Thursday, October 01, 2015

Thursday Thirteen 390: Thoughts While Walking

I wrote this out freehand with the intention of posting it last Thursday, but never got the chance to type it up — which is why I was absent last week. This started out as thoughts while I was out walking one evening two weekends ago.

1. I’ve had many long walks lately, more than all of August. The same was true of last September and October. I think the motivating factor this time of year is the sudden realization that days are getting shorter and we won’t have many more “nice” days left.

2. People can’t believe that I have walked from where I live to the Capitol Square a couple times the past two years. It’s only 4.1 miles, taking about an hour and fifteen minutes. The hardest part is the two block steep incline at the end. I’ve also walked to Target many times this summer, again a distance of around four miles via bike routes. And, as with the Cap Square walk, the hardest part is the steep uphill climb at the end.

3. In recent weeks I’ve rescued three woolly caterpillars from being smooshed in the middle of walkways, while a fourth and some small fish flooded out of a nearby pond were not so lucky.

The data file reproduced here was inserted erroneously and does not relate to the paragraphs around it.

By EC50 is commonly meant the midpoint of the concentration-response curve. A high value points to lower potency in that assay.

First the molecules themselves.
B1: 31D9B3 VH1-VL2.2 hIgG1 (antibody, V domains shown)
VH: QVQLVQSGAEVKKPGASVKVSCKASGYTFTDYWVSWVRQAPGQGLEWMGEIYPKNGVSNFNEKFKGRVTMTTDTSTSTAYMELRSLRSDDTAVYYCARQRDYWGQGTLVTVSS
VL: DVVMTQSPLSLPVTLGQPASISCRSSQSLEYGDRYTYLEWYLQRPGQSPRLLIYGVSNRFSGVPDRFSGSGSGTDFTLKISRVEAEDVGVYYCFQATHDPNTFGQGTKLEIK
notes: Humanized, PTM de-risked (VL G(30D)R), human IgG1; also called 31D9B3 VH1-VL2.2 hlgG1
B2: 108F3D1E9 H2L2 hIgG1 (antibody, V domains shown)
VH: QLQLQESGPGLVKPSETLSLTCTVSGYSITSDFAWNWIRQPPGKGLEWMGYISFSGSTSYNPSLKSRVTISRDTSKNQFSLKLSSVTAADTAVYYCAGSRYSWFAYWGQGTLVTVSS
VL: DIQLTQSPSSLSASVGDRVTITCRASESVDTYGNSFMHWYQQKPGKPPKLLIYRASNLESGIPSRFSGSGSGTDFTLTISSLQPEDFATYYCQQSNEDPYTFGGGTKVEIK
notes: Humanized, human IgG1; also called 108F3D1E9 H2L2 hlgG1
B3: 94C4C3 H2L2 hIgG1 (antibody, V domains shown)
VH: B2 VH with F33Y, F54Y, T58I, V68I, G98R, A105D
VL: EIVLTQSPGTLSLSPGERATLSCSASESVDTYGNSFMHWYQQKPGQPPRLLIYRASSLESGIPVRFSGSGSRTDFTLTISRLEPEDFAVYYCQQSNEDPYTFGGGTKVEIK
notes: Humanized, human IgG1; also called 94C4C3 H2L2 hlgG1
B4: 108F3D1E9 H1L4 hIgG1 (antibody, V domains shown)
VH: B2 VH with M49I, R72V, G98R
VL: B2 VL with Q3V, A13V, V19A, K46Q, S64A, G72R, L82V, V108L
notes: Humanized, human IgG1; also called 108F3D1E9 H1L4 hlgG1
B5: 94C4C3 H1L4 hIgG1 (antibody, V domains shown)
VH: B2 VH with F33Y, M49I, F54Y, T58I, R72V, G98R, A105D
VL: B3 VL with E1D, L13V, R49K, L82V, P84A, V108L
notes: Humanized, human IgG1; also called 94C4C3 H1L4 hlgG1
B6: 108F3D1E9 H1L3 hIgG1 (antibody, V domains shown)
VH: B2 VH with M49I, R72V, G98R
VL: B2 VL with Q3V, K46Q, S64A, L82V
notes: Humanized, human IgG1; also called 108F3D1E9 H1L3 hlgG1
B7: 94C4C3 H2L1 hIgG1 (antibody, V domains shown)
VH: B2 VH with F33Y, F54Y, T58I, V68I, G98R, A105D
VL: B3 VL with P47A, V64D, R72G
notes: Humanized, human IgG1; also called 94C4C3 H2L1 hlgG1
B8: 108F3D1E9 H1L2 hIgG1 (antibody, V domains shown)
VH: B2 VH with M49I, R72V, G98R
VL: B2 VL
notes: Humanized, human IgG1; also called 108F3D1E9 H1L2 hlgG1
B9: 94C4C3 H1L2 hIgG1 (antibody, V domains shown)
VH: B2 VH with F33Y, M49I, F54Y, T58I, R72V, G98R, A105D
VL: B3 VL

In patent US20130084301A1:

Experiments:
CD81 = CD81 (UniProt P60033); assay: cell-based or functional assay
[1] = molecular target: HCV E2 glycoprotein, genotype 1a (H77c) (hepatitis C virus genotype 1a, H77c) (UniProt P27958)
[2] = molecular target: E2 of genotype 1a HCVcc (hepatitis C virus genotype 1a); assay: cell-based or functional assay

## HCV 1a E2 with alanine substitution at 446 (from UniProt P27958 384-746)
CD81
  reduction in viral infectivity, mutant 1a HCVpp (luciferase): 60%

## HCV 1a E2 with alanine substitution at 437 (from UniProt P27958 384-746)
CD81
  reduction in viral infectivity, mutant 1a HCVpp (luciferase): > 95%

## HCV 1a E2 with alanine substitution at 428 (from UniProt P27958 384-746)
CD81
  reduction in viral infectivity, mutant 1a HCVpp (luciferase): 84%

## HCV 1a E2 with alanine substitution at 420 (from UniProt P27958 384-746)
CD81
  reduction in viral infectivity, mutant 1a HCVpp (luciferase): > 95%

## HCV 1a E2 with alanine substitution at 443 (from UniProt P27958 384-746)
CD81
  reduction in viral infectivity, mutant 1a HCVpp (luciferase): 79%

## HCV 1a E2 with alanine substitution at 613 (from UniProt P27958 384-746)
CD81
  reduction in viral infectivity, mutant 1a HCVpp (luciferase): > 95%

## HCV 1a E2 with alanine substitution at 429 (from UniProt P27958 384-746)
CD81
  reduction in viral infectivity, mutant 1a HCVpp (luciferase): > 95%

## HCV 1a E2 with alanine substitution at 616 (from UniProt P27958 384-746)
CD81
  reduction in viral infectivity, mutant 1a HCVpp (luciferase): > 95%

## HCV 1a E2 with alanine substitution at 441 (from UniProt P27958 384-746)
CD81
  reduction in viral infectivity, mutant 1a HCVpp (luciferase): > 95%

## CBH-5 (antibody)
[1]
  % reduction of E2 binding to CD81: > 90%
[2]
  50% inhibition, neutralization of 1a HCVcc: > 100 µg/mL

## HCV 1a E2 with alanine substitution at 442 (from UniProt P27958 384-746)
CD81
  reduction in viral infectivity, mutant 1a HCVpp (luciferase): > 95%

4. I hate encountering dead critters while walking local trails. Last Tuesday it was a dead vole in the Arboretum. The following day it was two smooshed frogs near a pond — most likely victims of bicycle hit-and-runs. The worse was a dead squirrel earlier this summer, also a bicycle hit-and-run victim, and so recent the blood was still bright red.

5. Perhaps even worse than dead animals are the number of people who leave pet waste lying along the sides of the bike path. The city put up new “rules” signs this year, among which is listed “all pets on a leash.” It should also say, “Pick up after your damn dog!”

6. This time of year, you have to watch your step along the local bike paths, especially after it rains, due to all the nuts littering the ground. In this area that’s primarily acorns and walnuts, both of which can easily result in a turned ankle. You also might want to keep an eye turned upward, as squirrels love to pelt unwary passersby with their bounty.

7. I like watching the changing of the seasons along the bike/walking trails. Some of the trees are already starting to change and drop their leaves, and there’s always a variety of plants growing. To many, it may be no more than weeds or brush, but if you actually pay attention, you notice a dozen or more species of wildflowers at any time during the summer. The sunflower family is heavily represented, with various sunflowers, daisies, goldenrod and coneflowers. The mint and bean families are also well represented, as are other plant families. I like being able to name most of what I see.

8. If you are mindful of your surroundings, it’s amazing what one might see. There are a lot of squirrels, rabbits and chipmunks in our area, but I have also seen deer, groundhogs, garter snakes, a muskrat, and a coyote. There are often hawks reeling overhead, and this time of year there are a ton of geese and other migratory birds. Recently, we’ve had a pair of